Dance of Liberal-NDP dialectic in Ontario .. end of first set now in sight (well .. maybe)?Apr 12th, 2012 | By Randall White | Category: In Brief
Larry Zolf’s 117-page opus Dance of the Dialectic — on “How Pierre Elliot Trudeau went from Philosopher-King to the Incorruptible Robespierre to Philosopher-Queen Marie Antoinette to Canada’s Generalissimo and then to Mackenzie King and Even Better” — was published 39 long years ago now.
In the strange spring of 2012, however, its title has taken on fresh relevance as a summary of budget negotiations between Dalton McGuinty’s Liberal minority government and Andrea Horwath’s 17-member New Democrat caucus in the Legislative Assembly of Ontario.
Ontario finance minister Dwight Duncan brought down the budget two weeks ago this past Tuesday. With the Liberals just shy of a bare majority of seats in the legislature (and one of their number, Dave Levac from Brant, now serving as Speaker), they need at least two votes from the opposition Conservatives and/or New Democrats to pass the budget. (Or, technically it would seem, assuming the Speaker would vote with the government in a tie, just one vote … but, whatever the case, they can’t pass the budget all by themselves.)
Conservative leader Tim Hudak almost instantly made clear that absolutely no votes would be coming from his caucus. And that effectively means that if Ms. Horwath’s New Democrats do not finally support the budget, the McGuinty minority government will fall and there will have to be another provincial election — even though the last one was held just this past October 6!
You can trace the story over the past week or so through such headlines as: “NDP wants ‘reasonable’ changes to Ontario budget” ; “Horwath calls for tax increase to wealthy Ontarians” ; “Ontario budget: Make the rich pay, NDP demands” ; “NDP-Liberal budget dance gives McGuinty breathing room” ; “Why Ontario’s NDP isn’t drawing a line in the budgetary sand” ; “Latest NDP demand for Ontario budget calls for cap on executive pay” ; “McGuinty listening to NDP budget proposals” ; “NDP demands in hand, McGuinty considering options to save budget” ; “Ontario budget 2012: Andrea Horwath insists on surtax for wealthy” ; and “Horwath to McGuinty: ‘Is it millionaires or daycares?’”
Ms. Horwath and her New Democrats are taking something of a breather this Friday, April 13–Sunday April 15, for their “Leading Change” gathering at the Hamilton Convention Centre. Martin Regg-Cohn at the Toronto Star probably quite wisely believes that : “Despite escalating rhetoric, all signs point to a [budget] compromise that resolves the NDP-Liberal negotiating game in the back rooms, while [NDP] party stalwarts [in Hamilton] debate a slew of earnest resolutions on the convention floor this weekend.”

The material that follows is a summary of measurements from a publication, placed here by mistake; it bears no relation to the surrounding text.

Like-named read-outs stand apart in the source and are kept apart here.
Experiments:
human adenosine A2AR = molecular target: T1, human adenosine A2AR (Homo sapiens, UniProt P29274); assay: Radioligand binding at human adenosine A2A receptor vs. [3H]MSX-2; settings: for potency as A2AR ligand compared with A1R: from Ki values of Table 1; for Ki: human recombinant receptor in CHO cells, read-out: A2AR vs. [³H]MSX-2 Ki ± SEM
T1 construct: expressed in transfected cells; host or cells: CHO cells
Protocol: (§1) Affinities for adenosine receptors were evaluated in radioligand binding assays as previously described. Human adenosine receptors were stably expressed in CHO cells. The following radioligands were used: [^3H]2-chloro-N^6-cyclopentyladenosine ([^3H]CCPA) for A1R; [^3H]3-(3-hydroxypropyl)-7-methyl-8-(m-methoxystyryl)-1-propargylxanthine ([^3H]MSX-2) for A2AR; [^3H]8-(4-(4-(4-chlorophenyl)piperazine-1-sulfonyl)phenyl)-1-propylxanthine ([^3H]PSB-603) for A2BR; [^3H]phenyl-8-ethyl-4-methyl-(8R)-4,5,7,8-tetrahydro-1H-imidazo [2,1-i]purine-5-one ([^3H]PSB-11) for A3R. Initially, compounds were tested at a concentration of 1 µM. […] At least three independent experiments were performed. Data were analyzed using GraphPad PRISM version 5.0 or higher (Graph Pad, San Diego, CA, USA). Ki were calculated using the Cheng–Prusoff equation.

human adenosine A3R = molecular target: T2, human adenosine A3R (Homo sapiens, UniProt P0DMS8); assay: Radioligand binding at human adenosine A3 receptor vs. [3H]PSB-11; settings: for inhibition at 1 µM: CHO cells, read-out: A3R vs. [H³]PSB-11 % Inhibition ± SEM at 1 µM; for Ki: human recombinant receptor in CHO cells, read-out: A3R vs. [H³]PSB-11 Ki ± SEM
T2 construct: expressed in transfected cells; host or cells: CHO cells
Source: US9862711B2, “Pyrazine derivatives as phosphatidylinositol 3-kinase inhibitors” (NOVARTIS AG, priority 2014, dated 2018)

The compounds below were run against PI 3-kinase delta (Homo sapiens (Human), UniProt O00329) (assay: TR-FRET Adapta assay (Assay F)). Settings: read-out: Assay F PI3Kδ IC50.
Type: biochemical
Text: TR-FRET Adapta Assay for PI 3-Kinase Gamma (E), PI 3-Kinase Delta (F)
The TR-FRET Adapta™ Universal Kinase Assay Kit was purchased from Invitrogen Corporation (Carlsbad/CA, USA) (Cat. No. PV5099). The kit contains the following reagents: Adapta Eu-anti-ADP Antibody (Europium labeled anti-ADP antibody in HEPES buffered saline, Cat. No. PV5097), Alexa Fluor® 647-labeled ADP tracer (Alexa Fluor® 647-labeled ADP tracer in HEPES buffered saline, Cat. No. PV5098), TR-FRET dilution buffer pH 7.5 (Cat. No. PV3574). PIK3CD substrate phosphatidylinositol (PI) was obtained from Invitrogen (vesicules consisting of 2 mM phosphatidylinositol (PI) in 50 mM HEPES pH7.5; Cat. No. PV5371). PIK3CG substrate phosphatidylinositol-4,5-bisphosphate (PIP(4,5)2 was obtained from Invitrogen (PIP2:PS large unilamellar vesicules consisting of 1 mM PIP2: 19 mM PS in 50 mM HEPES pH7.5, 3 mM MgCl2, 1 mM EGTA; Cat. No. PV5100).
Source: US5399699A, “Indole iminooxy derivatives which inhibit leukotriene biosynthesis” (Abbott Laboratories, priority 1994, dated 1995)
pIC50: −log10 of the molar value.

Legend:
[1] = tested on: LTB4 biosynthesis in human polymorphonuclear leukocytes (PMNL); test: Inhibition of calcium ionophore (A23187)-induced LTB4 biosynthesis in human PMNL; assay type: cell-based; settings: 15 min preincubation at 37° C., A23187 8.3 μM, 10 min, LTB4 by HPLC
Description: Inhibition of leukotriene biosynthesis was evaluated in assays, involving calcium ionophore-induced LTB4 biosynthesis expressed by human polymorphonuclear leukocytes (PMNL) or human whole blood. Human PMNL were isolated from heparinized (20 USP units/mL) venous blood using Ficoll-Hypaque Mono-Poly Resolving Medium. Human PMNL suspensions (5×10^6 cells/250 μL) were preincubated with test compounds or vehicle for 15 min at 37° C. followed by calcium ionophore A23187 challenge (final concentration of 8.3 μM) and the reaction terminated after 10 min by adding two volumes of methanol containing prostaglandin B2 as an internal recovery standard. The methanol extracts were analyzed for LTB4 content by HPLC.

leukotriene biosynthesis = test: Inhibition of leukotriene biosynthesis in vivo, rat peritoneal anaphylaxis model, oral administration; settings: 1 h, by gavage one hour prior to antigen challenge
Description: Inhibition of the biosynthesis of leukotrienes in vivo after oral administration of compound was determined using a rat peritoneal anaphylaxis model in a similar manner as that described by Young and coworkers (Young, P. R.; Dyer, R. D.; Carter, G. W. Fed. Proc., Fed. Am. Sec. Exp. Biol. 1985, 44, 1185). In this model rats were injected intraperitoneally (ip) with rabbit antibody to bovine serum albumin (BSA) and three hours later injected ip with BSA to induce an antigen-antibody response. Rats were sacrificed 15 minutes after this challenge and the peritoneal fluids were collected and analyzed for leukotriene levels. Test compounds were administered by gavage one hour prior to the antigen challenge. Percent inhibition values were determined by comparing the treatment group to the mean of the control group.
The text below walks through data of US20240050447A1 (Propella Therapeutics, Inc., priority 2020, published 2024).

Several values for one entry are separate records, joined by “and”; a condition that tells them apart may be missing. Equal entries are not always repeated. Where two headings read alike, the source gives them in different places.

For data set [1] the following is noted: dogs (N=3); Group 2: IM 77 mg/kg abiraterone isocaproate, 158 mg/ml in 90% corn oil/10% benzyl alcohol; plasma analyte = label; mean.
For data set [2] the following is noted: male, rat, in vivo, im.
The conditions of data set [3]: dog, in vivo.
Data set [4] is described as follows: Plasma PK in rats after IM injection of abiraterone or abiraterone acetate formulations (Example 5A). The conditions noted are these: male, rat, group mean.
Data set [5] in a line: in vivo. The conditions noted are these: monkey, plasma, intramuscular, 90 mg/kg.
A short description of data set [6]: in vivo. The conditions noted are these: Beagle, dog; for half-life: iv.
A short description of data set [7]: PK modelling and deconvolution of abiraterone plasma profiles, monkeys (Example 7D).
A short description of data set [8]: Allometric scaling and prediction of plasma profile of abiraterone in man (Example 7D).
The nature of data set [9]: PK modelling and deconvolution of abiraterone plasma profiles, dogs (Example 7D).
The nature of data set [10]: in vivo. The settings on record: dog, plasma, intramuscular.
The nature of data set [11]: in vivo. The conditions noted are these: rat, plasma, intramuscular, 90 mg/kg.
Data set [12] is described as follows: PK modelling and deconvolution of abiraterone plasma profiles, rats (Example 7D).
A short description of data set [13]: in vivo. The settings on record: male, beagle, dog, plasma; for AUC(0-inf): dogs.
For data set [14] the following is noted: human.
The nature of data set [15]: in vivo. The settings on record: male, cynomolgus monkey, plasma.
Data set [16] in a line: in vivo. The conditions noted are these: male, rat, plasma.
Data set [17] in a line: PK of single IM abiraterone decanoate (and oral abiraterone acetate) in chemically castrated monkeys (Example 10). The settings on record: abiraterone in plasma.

Regg-Cohn nonetheless worries, a little at least (he does have a regular column to write, after all), about what impact party activists might have on Ms. Horwath’s dialectical manoeuvering : “The question for delegates this weekend is whether they will cling to the ideological shibboleths of the past, or trust Horwath enough to let her dance with the Liberal devil.”
Based on Andrea Horwath’s televised press conference on her final budget demands yesterday — along with various McGuinty Liberal media noises lately, I would agree that we probably don’t need to worry too much about yet another Ontario provincial election this spring. Between the lines, Ms. Horwath does seem to understand that, while she is in a position to force a few of her more widely popular proposals on the “major minority” government, she does not really have a very strong a case for another election so soon. Premier McGuinty and finance minister Duncan also seem to believe very strongly that they don’t have to buy into anything like everything the NDP, with its 16% of the seats in the legislature, says it wants. If the opposition did finally force an unnecessary election on them right now, they apparently think, the Ontario Liberal Party would stand a very good chance of getting its majority back. And they could be quite right.